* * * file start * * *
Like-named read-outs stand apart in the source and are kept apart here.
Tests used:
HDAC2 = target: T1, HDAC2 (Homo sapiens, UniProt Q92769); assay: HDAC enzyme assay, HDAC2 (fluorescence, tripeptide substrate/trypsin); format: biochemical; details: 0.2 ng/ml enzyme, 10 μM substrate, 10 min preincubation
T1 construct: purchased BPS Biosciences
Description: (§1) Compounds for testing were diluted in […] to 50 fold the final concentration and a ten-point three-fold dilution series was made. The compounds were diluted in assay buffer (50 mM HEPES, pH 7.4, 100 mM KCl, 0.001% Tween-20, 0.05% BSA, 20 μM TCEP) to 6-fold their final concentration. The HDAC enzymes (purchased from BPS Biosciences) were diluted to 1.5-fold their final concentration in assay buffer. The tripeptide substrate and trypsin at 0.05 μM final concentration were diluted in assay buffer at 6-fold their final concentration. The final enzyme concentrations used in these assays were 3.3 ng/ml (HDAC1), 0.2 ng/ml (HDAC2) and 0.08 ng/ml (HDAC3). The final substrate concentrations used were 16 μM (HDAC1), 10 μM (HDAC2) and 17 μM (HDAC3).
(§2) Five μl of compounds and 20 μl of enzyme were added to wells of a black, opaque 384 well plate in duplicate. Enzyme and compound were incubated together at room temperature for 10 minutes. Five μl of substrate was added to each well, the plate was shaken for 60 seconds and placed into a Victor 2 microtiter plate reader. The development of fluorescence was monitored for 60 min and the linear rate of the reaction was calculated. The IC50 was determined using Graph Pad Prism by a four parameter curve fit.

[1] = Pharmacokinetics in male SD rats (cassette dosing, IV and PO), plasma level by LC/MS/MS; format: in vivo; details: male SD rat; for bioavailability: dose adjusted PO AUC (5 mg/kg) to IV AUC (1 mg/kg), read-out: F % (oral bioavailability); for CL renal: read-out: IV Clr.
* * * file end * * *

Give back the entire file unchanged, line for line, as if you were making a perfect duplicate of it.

Like-named read-outs stand apart in the source and are kept apart here.
Tests used:
HDAC2 = target: T1, HDAC2 (Homo sapiens, UniProt Q92769); assay: HDAC enzyme assay, HDAC2 (fluorescence, tripeptide substrate/trypsin); format: biochemical; details: 0.2 ng/ml enzyme, 10 μM substrate, 10 min preincubation
T1 construct: purchased BPS Biosciences
Description: (§1) Compounds for testing were diluted in […] to 50 fold the final concentration and a ten-point three-fold dilution series was made. The compounds were diluted in assay buffer (50 mM HEPES, pH 7.4, 100 mM KCl, 0.001% Tween-20, 0.05% BSA, 20 μM TCEP) to 6-fold their final concentration. The HDAC enzymes (purchased from BPS Biosciences) were diluted to 1.5-fold their final concentration in assay buffer. The tripeptide substrate and trypsin at 0.05 μM final concentration were diluted in assay buffer at 6-fold their final concentration. The final enzyme concentrations used in these assays were 3.3 ng/ml (HDAC1), 0.2 ng/ml (HDAC2) and 0.08 ng/ml (HDAC3). The final substrate concentrations used were 16 μM (HDAC1), 10 μM (HDAC2) and 17 μM (HDAC3).
(§2) Five μl of compounds and 20 μl of enzyme were added to wells of a black, opaque 384 well plate in duplicate. Enzyme and compound were incubated together at room temperature for 10 minutes. Five μl of substrate was added to each well, the plate was shaken for 60 seconds and placed into a Victor 2 microtiter plate reader. The development of fluorescence was monitored for 60 min and the linear rate of the reaction was calculated. The IC50 was determined using Graph Pad Prism by a four parameter curve fit.

[1] = Pharmacokinetics in male SD rats (cassette dosing, IV and PO), plasma level by LC/MS/MS; format: in vivo; details: male SD rat; for bioavailability: dose adjusted PO AUC (5 mg/kg) to IV AUC (1 mg/kg), read-out: F % (oral bioavailability); for CL renal: read-out: IV Clr.